At  6000106
                          40
                   .
                                after 40 years the stamp is worth $61 714.31.
            61714.31

* Note that even though the growth rate is 6%, we use b=1.06 instead of just 0.06. You will recall that you also
do this in the compound interest formula. This is so that the new amount is 6% more than the old amount, not
just 6% of the old amount.

Exponential Decay:

Exponential decay is the model of a population that decreases in size. Graphically it looks likes this:


                                  This situation occurs with radioactive material which loses mass over time.
                                  Such problems will refer to the half life of a certain substance. Another
                                  situation that can be modeled by exponential decay is the depreciation of a
                                  car, or other purchase that loses value over time.




                                                    y  Ab 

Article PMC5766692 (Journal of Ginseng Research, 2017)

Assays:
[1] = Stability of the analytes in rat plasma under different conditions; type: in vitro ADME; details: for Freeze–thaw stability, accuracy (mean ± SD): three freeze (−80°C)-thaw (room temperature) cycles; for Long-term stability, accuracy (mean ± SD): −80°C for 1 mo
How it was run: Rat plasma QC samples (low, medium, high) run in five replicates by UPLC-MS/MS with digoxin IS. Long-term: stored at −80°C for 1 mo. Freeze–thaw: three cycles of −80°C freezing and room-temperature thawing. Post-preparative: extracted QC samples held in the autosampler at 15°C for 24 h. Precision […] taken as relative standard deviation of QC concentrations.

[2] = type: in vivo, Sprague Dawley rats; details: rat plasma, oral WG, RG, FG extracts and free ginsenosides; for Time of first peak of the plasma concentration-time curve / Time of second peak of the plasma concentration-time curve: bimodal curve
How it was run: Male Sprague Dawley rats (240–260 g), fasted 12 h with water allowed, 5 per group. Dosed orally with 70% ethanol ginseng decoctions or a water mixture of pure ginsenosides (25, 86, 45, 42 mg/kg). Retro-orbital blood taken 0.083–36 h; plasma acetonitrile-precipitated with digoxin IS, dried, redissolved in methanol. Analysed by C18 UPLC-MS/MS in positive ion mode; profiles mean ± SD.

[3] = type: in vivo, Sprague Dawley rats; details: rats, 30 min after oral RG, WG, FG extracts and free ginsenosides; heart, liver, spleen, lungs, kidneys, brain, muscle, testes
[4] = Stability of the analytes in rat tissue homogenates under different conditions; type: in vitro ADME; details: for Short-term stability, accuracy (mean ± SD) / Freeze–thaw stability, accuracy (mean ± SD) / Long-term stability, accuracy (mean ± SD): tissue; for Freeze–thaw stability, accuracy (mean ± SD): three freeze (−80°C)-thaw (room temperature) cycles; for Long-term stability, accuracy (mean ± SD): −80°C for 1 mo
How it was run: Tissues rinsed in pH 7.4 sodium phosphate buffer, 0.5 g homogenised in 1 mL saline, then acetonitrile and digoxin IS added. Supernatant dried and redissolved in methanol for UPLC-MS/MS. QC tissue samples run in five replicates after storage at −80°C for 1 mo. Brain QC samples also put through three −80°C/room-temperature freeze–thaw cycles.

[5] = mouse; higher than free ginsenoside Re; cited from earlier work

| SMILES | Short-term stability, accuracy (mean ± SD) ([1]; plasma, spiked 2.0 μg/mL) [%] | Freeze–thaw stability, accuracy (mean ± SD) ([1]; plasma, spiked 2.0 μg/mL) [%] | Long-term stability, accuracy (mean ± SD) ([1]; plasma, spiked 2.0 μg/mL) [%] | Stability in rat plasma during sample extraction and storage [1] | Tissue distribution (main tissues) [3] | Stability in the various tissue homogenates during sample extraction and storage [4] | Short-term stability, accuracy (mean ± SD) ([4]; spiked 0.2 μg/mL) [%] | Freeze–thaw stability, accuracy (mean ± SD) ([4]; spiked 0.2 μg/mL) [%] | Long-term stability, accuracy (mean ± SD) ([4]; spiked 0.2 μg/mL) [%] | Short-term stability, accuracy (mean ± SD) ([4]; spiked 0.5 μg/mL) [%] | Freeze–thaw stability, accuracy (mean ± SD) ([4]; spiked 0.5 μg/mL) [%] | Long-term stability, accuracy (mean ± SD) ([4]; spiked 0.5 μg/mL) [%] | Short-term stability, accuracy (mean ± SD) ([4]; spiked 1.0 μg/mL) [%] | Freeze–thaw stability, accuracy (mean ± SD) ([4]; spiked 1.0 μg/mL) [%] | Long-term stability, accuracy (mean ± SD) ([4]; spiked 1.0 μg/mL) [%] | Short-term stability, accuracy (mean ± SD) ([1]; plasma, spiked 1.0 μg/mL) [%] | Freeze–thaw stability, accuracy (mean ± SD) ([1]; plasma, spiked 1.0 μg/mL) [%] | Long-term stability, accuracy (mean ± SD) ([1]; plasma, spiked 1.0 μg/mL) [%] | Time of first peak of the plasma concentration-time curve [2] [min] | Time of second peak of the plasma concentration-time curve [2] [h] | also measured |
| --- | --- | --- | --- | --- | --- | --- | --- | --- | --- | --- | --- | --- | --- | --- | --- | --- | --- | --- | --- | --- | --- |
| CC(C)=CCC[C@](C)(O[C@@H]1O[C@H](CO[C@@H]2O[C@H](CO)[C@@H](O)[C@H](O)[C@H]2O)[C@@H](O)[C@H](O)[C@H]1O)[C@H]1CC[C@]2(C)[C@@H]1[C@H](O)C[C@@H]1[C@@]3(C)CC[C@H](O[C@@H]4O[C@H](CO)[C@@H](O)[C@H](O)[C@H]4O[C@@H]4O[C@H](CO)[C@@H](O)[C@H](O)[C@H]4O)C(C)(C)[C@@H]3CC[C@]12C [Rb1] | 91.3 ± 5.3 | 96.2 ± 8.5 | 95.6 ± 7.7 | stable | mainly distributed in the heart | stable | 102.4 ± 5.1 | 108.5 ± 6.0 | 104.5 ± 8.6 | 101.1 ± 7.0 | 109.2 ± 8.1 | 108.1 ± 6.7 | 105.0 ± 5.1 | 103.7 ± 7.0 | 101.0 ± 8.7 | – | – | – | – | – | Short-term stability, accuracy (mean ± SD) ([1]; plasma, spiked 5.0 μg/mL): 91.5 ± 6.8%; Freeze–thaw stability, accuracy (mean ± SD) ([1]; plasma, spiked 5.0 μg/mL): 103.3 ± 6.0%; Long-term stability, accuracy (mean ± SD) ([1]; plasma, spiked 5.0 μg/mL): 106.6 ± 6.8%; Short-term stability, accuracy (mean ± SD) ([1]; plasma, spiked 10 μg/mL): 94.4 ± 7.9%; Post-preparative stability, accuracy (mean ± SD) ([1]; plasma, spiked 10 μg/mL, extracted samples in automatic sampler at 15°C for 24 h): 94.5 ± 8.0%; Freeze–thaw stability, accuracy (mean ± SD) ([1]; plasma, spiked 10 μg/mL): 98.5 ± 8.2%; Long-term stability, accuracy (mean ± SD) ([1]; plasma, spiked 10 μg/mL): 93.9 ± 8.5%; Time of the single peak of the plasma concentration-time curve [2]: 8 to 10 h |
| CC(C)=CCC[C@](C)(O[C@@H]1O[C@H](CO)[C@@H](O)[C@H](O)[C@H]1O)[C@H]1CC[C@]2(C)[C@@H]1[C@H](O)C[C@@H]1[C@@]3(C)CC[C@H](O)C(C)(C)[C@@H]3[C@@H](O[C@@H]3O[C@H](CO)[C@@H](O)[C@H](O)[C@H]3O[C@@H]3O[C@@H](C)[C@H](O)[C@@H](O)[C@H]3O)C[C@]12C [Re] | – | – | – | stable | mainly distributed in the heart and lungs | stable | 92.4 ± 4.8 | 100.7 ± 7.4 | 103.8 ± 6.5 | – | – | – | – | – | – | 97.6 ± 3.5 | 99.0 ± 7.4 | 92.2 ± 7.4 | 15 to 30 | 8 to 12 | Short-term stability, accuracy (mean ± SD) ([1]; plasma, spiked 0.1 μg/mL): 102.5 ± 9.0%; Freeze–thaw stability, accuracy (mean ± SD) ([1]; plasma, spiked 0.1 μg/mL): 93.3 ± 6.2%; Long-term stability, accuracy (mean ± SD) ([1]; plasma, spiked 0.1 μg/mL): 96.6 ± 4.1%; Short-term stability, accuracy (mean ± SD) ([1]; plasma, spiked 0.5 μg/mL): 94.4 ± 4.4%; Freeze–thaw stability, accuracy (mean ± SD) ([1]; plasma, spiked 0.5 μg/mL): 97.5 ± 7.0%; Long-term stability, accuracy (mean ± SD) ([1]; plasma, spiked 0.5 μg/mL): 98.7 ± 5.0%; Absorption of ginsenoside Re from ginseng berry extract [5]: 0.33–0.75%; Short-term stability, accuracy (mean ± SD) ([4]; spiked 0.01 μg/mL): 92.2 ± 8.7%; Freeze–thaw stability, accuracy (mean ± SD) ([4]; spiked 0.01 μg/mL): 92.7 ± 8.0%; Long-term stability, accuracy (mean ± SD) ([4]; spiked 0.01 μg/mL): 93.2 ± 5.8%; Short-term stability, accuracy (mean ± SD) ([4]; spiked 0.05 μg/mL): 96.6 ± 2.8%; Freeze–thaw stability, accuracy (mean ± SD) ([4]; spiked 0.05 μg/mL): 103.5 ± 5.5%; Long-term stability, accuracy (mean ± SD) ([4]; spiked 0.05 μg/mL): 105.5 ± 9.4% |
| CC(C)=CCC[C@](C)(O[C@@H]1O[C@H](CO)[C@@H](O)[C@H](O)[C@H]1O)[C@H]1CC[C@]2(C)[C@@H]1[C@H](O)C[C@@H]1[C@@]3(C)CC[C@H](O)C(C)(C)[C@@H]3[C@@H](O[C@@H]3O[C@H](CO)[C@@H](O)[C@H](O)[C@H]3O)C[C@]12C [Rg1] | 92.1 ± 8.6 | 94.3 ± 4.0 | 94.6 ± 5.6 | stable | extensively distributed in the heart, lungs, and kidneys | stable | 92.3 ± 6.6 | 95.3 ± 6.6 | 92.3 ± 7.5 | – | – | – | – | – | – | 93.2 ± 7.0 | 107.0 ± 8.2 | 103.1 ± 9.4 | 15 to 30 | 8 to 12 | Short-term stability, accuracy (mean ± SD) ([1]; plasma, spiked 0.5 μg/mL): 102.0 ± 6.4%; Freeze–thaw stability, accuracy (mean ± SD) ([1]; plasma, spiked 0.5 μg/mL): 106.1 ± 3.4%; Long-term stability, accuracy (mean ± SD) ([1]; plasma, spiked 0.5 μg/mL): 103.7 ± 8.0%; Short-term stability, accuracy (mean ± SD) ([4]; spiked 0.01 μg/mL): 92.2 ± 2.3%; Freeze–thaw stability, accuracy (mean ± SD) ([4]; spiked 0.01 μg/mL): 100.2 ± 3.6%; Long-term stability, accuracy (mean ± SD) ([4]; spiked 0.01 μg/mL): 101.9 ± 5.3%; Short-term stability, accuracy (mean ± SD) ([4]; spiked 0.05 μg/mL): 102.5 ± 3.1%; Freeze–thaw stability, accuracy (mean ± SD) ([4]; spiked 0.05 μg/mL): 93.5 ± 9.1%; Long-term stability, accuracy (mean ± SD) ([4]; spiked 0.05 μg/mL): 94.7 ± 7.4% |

x




   where;      b represents the growth rate. Everything about this formula is exactly the same as for
               exponential growth with the following exception. If a population is growing exponentially at a
               rate of 6%, we say that b=1.06. It makes sense that the b value has to be bigger than one since
               the population is growing. If a value or population is decreasing at 6% then you could say it will
               only be 94% of the original amount, so the b value is b=0.94.




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MAP4C                                                                          Exponential Growth & Decay

Examples:

   a) The half life of iodine-131 is 8 days. This means that whatever mass of iodine you have now, there will
      be half as much in 8 days. A scientist has 320 mg of I-131 which he stores for 40 days. If the half life is
      8 days, how much will be left at the end of the 40 days?

                        t
                 1 h
        At  Ao  
                2
                            40
                 1 8
             320 
                 2
                            5
                 1
             320                           after 40 days, 10 mg of I-131 remain.
                 2
                  1 
             320 
                  32 